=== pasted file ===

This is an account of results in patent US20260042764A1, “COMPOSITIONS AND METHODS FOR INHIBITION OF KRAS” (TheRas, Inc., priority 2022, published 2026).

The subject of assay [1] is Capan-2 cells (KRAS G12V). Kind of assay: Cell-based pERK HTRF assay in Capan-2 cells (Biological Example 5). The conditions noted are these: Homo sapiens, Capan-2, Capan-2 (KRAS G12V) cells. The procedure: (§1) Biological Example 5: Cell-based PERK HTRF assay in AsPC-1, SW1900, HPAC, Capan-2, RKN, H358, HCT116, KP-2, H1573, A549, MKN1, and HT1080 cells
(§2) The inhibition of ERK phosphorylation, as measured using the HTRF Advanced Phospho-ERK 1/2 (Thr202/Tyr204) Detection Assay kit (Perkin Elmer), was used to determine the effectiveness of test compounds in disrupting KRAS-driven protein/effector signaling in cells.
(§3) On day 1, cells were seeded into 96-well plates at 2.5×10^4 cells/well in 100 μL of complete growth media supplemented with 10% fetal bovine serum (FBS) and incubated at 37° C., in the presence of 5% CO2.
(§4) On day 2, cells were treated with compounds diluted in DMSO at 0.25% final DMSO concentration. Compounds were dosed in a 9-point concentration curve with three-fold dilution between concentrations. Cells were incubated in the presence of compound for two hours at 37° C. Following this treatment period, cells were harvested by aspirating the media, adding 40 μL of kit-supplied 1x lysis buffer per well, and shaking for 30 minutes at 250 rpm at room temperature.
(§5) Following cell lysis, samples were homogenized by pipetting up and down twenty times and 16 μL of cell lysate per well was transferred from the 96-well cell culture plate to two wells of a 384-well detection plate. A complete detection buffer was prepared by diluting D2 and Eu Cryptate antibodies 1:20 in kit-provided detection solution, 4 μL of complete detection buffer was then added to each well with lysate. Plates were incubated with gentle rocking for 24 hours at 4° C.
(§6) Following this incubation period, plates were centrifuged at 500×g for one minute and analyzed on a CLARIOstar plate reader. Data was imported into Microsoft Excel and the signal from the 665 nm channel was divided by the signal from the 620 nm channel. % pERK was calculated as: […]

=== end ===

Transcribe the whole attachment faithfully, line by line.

This is an account of results in patent US20260042764A1, “COMPOSITIONS AND METHODS FOR INHIBITION OF KRAS” (TheRas, Inc., priority 2022, published 2026).

The subject of assay [1] is Capan-2 cells (KRAS G12V). Kind of assay: Cell-based pERK HTRF assay in Capan-2 cells (Biological Example 5). The conditions noted are these: Homo sapiens, Capan-2, Capan-2 (KRAS G12V) cells. The procedure: (§1) Biological Example 5: Cell-based PERK HTRF assay in AsPC-1, SW1900, HPAC, Capan-2, RKN, H358, HCT116, KP-2, H1573, A549, MKN1, and HT1080 cells
(§2) The inhibition of ERK phosphorylation, as measured using the HTRF Advanced Phospho-ERK 1/2 (Thr202/Tyr204) Detection Assay kit (Perkin Elmer), was used to determine the effectiveness of test compounds in disrupting KRAS-driven protein/effector signaling in cells.
(§3) On day 1, cells were seeded into 96-well plates at 2.5×10^4 cells/well in 100 μL of complete growth media supplemented with 10% fetal bovine serum (FBS) and incubated at 37° C., in the presence of 5% CO2.
(§4) On day 2, cells were treated with compounds diluted in DMSO at 0.25% final DMSO concentration. Compounds were dosed in a 9-point concentration curve with three-fold dilution between concentrations. Cells were incubated in the presence of compound for two hours at 37° C. Following this treatment period, cells were harvested by aspirating the media, adding 40 μL of kit-supplied 1x lysis buffer per well, and shaking for 30 minutes at 250 rpm at room temperature.
(§5) Following cell lysis, samples were homogenized by pipetting up and down twenty times and 16 μL of cell lysate per well was transferred from the 96-well cell culture plate to two wells of a 384-well detection plate. A complete detection buffer was prepared by diluting D2 and Eu Cryptate antibodies 1:20 in kit-provided detection solution, 4 μL of complete detection buffer was then added to each well with lysate. Plates were incubated with gentle rocking for 24 hours at 4° C.
(§6) Following this incubation period, plates were centrifuged at 500×g for one minute and analyzed on a CLARIOstar plate reader. Data was imported into Microsoft Excel and the signal from the 665 nm channel was divided by the signal from the 620 nm channel. % pERK was calculated as: […]